For Healthcare: Now, I’m not a HIPAA lawyer, and this is not legal advice, but basically, if you are a medical practice, you know that much of your communication with patients is over email. In fact, many prefer it. So as long as you warn the patient that your email communication is over unsecure media, and the patient acknowledges, then you may be absolved of the consequences of a PHI breach … maybe. You can even get patient acknowledgment with (ironically) a simple email waiver form that the patient signs and returns to your office, over email.

Secure Options: If you only send PHI through your Electronic Medical Record’s application, it may take care of the encryption for you. But if not, there are email providers that will encrypt your emails. If you use Microsoft Office 365, there is a tier that will allow you to encrypt email. Other email providers like ProtonMail offer encryption capabilities. A Chrome extension even exists allowing you to encrypt Gmail. It can be a little inconvenient because you have to think up a strong password for each email, then you have to deliver the password to your patient by calling or texting them. If emails containing sensitive data are sent infrequently, the risk is lower. You decide whether you’d rather go through the effort or experience a breach.

You don’t have to protect sensitive data forever. Its value degrades over time. Conversely, that little postcard my grandfather hastily scrawled over 100 years ago is ever more precious to me.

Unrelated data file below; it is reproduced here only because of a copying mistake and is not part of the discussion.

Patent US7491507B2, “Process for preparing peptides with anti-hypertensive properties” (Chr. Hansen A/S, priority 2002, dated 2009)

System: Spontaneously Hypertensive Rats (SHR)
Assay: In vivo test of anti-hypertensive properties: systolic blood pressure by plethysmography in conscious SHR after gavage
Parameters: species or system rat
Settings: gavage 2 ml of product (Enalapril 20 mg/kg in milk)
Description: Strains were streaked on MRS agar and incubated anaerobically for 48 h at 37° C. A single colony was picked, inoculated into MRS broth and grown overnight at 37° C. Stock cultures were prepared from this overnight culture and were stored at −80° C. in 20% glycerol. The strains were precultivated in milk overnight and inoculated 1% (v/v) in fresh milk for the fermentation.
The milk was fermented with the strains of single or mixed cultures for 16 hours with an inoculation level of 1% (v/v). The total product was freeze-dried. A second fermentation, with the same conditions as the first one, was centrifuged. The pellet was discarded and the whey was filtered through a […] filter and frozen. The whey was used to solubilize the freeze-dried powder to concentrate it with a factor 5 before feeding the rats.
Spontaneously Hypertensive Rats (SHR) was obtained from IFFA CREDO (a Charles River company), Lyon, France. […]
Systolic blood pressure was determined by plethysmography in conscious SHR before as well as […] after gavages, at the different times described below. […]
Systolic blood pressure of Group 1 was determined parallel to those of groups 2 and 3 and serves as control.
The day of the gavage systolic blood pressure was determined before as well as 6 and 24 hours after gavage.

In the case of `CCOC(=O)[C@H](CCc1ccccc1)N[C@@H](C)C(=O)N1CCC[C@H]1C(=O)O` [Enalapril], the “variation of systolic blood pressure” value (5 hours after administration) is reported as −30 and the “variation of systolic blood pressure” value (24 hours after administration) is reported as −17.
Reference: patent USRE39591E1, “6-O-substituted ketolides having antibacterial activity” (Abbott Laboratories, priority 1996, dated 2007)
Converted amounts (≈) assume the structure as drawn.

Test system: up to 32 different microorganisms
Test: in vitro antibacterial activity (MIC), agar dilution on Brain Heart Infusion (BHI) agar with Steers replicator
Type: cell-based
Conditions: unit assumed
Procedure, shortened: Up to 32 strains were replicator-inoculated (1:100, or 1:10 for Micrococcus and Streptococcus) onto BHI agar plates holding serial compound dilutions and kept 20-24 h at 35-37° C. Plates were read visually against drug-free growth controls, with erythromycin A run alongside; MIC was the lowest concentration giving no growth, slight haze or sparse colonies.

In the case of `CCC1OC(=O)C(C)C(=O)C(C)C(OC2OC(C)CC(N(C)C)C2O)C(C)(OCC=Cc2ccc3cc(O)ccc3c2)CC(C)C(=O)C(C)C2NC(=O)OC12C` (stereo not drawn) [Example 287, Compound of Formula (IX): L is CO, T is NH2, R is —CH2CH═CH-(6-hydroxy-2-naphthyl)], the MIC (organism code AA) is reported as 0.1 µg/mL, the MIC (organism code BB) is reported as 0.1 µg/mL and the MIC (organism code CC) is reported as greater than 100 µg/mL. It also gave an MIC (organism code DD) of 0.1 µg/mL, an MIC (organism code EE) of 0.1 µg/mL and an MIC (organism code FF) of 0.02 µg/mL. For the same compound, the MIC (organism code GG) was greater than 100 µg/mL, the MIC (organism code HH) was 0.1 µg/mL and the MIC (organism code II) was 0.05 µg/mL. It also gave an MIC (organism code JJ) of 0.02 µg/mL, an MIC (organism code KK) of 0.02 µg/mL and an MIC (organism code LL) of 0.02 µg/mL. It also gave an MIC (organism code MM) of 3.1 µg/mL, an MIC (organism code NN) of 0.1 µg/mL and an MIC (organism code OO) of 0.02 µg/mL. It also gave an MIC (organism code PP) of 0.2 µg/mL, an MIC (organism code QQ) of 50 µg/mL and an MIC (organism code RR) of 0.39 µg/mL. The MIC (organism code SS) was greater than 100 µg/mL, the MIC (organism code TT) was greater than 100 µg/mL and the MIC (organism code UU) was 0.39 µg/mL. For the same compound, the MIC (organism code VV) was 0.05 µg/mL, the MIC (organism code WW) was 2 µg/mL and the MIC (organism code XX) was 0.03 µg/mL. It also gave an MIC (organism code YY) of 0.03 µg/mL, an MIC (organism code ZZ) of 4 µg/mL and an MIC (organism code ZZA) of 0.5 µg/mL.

Passwords Are Like Dental Floss

Flossing is Hard: Passwords are the dental floss of the internet. They take precious time to use, everyone hates them, they cause mild discomfort, and the consequence of negligence could spell doom. Not immediate doom. But eventual in inevitable doom. Oh and by the way, China knows your password! Your favorite one. The really complex one you made up 6 years ago that combines your sister’s phone number, your son’s birthday, and the exclamation point at the end. They also know your other favorite one. “Sweetie”.

Password Strength: Last week I gave you a tripwire you could use to foil a ransomware attacker with a strong password.  Continuing the theme, this week we discuss the importance of password hygiene.  Password hygiene involves the strength, uniqueness, and practices of passwords.